The Region 10 Broadband Project continues to develop the timelines for completion of the Carrier Neutral Locations (CNLs) and anchor builds in Hotchkiss, Paonia, and Cedaredge. Equipment installation has been completed at the Hotchkiss CNL at the County Annex and we are building out the fiber to connect to the regional network in partnership with DMEA. In Montrose County construction has wrapped up with the exception of the Olathe CNL and final fiber testing is underway for the county anchors. Additional sites that are being scheduled with the construction teams for completion by the end of September. The Olathe CNL is underway. Multiple last mile providers will be accessing this CNL to deliver both wireless and wired connectivity between Olathe and Delta and Montrose.

Construction from Nucla to Norwood is underway on a fiber connection to connect the Region 10 network to the San Miguel County project that will connect Nucla through Norwood and on to Telluride. Quotes for transport layer equipment are being prepared for the SMC project for 100G connectivity.

Permitting has begun for the CNL construction in Ridgway and final plans for the Ouray CNL have been completed. A review of conduit/fiber IRU and asset availability in both towns is underway with Clear Networx as planning is underway for the anticipated awarding of a USAC grant to construct approximately 30 miles of fiber from the Montrose Rec Center to the clinic in Ouray. Options for a temporary lit circuit to Ridgway are being explored in order to meet the requirements of the existing DOLA grant.   In Gunnison County, the Waste Water Treatment Plant electric project is underway which will involve the installation of middle mile fiber from the permanent CNL to the facility. This will include a fiber feed to Gunnison County Electric. The engineering and permitting process with CDOT is the first step in the process. CNL construction has begun with electrical design for HVAC and operational circuits in the space.

We have been in extended discussions with area providers looking to add to their route diversification. While no final agreements have been reached, we do anticipate some positive news in this area once we have finished the Delta County and Montrose County (Nucla) network extensions. We are also discussing a potential partnership that will provide a transport path to Albuquerque from Nucla. This connection has the potential to lower access costs further than originally planned while creating additional diversification opportunities.

Finally, Greg Winkler from the Department of Local Affairs shared the following information on Broadband funding status to date:

In 2013, the Department of Local Affairs launched a statewide Broadband Program to support the efforts of local governments to improve Broadband service to their constituents to achieve enhanced community and economic development.

The initiative: 

  • Promotes inter-jurisdictional communication
  • Supports better access to services available over Broadband, such as distance learning opportunities and telemedicine
  • Provides planning and middle mile infrastructure grants

Initially, $20M was set aside to assist local governments to fund these efforts.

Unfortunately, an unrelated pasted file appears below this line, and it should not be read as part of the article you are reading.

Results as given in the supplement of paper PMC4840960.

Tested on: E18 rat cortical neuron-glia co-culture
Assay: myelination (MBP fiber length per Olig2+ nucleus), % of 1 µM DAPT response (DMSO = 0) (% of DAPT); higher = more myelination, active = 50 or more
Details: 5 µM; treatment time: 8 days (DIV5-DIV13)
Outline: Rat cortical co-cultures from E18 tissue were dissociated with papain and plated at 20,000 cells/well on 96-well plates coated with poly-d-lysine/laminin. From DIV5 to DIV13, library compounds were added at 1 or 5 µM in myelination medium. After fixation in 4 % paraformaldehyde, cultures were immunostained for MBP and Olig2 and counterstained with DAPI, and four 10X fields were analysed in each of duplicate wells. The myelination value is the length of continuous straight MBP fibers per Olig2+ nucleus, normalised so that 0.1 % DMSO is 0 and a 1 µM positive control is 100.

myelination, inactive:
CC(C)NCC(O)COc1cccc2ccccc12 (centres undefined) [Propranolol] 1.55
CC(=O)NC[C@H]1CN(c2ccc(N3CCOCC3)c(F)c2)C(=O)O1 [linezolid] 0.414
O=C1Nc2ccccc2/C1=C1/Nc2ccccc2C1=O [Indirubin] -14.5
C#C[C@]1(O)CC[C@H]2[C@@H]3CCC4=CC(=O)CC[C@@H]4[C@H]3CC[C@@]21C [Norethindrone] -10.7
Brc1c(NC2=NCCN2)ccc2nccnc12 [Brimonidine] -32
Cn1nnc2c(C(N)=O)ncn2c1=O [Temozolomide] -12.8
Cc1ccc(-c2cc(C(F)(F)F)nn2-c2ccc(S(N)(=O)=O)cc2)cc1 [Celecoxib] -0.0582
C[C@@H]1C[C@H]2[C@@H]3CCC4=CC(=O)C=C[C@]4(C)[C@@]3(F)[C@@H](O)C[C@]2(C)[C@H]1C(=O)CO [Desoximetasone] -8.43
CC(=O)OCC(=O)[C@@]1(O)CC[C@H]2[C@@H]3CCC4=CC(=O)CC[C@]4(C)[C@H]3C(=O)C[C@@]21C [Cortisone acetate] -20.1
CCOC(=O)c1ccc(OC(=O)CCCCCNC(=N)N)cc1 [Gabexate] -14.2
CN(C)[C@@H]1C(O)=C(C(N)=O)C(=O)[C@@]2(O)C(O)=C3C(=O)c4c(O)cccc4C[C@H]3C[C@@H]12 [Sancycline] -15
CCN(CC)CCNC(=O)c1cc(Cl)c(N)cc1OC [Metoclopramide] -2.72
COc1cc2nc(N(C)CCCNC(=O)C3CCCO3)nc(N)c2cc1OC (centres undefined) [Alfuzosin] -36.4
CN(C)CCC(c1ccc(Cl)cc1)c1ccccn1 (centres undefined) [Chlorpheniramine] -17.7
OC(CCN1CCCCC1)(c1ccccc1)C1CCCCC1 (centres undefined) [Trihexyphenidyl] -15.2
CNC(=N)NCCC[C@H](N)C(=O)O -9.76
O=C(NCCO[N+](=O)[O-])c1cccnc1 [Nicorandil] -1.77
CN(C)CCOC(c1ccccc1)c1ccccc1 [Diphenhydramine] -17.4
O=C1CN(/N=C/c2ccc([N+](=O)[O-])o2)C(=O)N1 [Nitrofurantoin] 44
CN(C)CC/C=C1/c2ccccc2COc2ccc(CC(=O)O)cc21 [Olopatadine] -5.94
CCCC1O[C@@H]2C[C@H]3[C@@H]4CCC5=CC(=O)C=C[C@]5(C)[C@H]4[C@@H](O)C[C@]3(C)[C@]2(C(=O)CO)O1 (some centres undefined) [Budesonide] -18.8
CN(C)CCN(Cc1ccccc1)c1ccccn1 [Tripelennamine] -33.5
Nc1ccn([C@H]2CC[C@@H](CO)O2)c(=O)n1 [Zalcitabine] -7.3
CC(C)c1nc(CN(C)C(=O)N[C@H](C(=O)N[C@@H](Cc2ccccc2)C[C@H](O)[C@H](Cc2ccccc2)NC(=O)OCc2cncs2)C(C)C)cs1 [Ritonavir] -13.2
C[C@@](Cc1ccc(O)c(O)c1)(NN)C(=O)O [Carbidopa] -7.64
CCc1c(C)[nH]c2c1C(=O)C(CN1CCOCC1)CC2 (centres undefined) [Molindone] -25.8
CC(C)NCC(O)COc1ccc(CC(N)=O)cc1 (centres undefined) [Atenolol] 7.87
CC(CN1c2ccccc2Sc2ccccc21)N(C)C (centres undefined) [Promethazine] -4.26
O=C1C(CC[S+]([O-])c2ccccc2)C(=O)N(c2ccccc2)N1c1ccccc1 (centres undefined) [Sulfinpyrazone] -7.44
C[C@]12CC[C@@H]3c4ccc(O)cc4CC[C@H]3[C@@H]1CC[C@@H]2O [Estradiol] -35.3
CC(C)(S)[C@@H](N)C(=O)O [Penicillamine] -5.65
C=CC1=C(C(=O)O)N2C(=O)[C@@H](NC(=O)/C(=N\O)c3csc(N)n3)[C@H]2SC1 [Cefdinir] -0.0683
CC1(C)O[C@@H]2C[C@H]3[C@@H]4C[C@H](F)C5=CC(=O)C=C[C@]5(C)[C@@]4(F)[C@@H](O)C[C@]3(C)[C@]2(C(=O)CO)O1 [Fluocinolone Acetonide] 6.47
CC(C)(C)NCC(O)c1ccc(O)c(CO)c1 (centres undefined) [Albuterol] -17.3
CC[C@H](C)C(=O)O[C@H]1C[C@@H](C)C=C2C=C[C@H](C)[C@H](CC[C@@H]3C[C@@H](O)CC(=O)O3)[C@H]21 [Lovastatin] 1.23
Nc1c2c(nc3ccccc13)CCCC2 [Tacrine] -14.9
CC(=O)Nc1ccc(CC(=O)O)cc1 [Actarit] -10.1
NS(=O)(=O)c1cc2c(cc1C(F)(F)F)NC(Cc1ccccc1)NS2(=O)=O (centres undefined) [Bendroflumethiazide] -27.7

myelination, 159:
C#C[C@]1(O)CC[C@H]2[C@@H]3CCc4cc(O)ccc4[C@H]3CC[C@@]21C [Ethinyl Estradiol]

As of the end of August 2018, we will have exhausted those dedicated funds.  In doing so DOLA and local government across the state developed over 20 strategic and sub-plans for the broadband implementation.  In addition, DOLA assisted 13 local governments in the development, construction, and acquisition of middle-mile broadband networks statewide.

Local governments and DOLA invested $2,217,773 and $2,993,168 respectively for broadband planning totaling $5,210,941.  Middle-mile projects that have been funded by local governments have totaled $17,678,842 and were matched with DOLA funding in the amount of $16,929,950. The total investment made for middle-mile projects is $34,608,792.  The total investment made by both local governments and DOLA for the Broadband Program over the last five years has been $39,819,733.

We understood when the initial dedication of funds was made that it was only a starting place for the statewide middle-mile effort and we are now looking to determine an estimate of the level of additional funds for the continued development, construction, and implementation of the middle-mile network. This collation of information is not intended to imply that there will be an additional dedication of funding by DOLA, but rather to understand what additional projects are being planned in the near term that may need assistance to come to fruition. It should also be noted that although DOLA no longer has dedicated broadband funding, those jurisdictions that have a broadband project that is ready to go should apply during a regular Energy/Mineral Impact Assistance Fund cycle.  The request will be given the same consideration as all other applications to the fund.

In addition, we should all recognize the efforts by the Colorado General Assembly this year for the passage of SB-02 which allocated monies from the Colorado High-Cost Fund to the Broadband Deployment Board over the next five years for the installation of last-mile infrastructure and Broadband service by the private industry. Investments that have been made by DOLA and local governments in middle-mile infrastructure have made some of these last mile projects and services successful. This is the type of synergy that will bring broadband to every area of the State. 

These are exciting times in the development and deployment of open access middle mile networks in Colorado. We look forward to continuing to develop the physical infrastructure and the strategies necessary to enable our community and industry partners to meet the challenge of providing abundant, affordable access to gigabit broadband services.